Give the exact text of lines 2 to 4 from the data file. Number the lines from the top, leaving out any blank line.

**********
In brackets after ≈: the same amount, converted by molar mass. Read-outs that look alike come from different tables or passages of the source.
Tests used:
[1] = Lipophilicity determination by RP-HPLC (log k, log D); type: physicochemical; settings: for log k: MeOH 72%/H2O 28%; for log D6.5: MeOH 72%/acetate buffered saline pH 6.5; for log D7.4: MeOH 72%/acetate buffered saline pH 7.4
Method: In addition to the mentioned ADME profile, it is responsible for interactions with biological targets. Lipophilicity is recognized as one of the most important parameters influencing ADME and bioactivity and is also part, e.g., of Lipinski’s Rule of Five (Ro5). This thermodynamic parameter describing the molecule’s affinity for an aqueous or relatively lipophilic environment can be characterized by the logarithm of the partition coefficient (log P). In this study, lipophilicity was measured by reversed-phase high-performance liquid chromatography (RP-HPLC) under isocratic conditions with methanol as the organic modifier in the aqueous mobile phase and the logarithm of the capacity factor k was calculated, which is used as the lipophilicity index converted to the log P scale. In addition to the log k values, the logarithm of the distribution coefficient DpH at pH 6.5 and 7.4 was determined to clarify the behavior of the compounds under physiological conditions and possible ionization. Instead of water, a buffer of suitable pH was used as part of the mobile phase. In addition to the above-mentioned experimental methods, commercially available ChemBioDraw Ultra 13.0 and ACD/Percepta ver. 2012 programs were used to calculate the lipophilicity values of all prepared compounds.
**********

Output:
Tests used:
[1] = Lipophilicity determination by RP-HPLC (log k, log D); type: physicochemical; settings: for log k: MeOH 72%/H2O 28%; for log D6.5: MeOH 72%/acetate buffered saline pH 6.5; for log D7.4: MeOH 72%/acetate buffered saline pH 7.4
Method: In addition to the mentioned ADME profile, it is responsible for interactions with biological targets. Lipophilicity is recognized as one of the most important parameters influencing ADME and bioactivity and is also part, e.g., of Lipinski’s Rule of Five (Ro5). This thermodynamic parameter describing the molecule’s affinity for an aqueous or relatively lipophilic environment can be characterized by the logarithm of the partition coefficient (log P). In this study, lipophilicity was measured by reversed-phase high-performance liquid chromatography (RP-HPLC) under isocratic conditions with methanol as the organic modifier in the aqueous mobile phase and the logarithm of the capacity factor k was calculated, which is used as the lipophilicity index converted to the log P scale. In addition to the log k values, the logarithm of the distribution coefficient DpH at pH 6.5 and 7.4 was determined to clarify the behavior of the compounds under physiological conditions and possible ionization. Instead of water, a buffer of suitable pH was used as part of the mobile phase. In addition to the above-mentioned experimental methods, commercially available ChemBioDraw Ultra 13.0 and ACD/Percepta ver. 2012 programs were used to calculate the lipophilicity values of all prepared compounds.